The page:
The fact that I can remember where I saw so many different birds only underscores the value they added to each hunt. As a matter of fact, along with our bows and arrows, we usually carry along a bird book and a small sack of seed on out-of-state trips to set up a bird feeder in camp just to see if we can lure in any species we haven’t previously seen. For the most part, as hunters, we tend to only pay attention to those species of birds that we can hunt, Turkeys, Pheasant, Grouse, Quail, and Ducks, but there is a lot more to be gained from birds than just putting one on the dinner plate.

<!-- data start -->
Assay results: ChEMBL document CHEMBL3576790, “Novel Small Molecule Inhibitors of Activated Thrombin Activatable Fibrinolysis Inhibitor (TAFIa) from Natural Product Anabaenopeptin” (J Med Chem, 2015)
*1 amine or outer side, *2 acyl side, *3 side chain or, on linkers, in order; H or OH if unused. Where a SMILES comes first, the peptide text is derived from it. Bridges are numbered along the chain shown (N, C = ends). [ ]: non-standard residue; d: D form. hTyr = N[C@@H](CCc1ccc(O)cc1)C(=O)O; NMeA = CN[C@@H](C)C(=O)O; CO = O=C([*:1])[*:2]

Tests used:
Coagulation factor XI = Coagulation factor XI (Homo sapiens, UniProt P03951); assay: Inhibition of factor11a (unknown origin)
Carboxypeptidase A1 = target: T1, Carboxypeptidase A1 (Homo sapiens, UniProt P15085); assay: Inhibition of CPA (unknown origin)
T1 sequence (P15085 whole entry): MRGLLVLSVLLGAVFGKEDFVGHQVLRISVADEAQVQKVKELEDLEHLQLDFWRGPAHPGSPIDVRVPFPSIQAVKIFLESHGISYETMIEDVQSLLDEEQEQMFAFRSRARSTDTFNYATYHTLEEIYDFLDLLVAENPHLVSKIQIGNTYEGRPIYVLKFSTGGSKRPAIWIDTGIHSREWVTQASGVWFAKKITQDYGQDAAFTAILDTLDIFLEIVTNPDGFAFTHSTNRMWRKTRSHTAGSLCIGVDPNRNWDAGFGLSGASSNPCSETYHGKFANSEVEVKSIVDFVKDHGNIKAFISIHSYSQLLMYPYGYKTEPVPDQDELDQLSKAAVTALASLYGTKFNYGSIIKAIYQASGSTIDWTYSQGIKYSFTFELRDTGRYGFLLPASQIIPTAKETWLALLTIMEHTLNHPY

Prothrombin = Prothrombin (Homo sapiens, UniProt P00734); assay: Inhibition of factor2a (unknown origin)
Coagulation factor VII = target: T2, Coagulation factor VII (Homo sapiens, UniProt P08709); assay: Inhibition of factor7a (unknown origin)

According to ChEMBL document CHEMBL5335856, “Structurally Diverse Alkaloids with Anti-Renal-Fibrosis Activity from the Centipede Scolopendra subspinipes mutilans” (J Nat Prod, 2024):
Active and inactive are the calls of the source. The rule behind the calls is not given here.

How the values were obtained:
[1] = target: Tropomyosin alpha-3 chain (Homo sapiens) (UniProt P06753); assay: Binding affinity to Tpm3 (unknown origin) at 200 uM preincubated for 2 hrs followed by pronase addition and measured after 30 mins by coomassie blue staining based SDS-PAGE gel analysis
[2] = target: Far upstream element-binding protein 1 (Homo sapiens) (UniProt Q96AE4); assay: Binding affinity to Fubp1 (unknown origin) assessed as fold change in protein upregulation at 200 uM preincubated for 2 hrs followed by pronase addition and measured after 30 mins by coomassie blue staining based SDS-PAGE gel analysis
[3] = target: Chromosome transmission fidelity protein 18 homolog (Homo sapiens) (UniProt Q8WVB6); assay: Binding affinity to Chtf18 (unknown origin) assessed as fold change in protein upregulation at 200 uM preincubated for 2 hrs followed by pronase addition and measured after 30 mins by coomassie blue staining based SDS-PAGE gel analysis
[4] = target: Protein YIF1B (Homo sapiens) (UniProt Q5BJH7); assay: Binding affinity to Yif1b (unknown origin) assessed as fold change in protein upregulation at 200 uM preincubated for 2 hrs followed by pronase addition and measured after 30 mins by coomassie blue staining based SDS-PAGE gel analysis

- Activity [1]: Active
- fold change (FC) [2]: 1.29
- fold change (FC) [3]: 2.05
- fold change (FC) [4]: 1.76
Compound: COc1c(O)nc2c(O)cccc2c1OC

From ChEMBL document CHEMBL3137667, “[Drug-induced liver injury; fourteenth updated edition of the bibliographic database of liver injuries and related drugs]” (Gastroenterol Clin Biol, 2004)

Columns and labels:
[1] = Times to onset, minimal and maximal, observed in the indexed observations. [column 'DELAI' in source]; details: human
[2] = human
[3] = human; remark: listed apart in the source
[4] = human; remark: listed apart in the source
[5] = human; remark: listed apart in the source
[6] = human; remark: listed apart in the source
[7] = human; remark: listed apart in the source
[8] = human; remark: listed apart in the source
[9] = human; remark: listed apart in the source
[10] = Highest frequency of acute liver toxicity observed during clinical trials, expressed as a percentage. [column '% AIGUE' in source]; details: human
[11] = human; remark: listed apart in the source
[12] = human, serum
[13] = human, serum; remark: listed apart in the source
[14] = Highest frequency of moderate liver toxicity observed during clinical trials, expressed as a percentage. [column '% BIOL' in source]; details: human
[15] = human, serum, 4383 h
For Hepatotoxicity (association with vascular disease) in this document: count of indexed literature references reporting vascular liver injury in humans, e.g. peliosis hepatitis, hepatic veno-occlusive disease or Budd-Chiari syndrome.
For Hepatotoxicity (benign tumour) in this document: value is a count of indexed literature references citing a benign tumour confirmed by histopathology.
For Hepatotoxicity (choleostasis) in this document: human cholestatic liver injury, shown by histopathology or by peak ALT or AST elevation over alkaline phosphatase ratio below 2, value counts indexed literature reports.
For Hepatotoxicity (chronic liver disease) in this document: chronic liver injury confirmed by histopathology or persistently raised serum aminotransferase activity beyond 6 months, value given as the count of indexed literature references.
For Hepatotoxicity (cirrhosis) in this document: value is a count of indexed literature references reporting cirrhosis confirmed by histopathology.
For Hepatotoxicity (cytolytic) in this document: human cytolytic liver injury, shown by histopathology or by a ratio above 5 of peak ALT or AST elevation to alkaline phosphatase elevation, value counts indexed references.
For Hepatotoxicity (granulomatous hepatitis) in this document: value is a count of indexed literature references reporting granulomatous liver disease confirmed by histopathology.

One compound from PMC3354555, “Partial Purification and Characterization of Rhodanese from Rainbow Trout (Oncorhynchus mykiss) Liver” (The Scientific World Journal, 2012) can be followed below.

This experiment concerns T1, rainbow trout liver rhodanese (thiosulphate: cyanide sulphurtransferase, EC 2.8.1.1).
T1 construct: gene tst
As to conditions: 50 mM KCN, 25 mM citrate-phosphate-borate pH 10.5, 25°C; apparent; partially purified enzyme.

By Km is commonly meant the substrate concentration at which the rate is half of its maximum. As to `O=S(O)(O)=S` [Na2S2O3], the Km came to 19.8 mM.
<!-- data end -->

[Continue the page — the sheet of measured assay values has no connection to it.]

You don’t have to go on exotic out-of-state hunts to see lots of birds because fortunately, they inhabit every forest, swamp, field, prairie, and woodlot in the country. While hunting in the small patch of woods behind my house in southwestern Ohio, I have seen hundreds of species of birds, including Wood Thrushes; Cedar Waxwings; Red bellied, Downy, Hairy and Pileated Woodpeckers (a stunning Crested Woodpecker as large as a Crow); Redtailed, Red shouldered, and Cooper’s Hawks; as well as Rufous-sided Towhees; White-breasted Nuthatches; Rose-breasted Grosbeaks; and Yellow-shafted Flickers. Sometimes spotting one of those species of birds was the highlight of that day’s hunt as the deer or turkeys were not cooperating.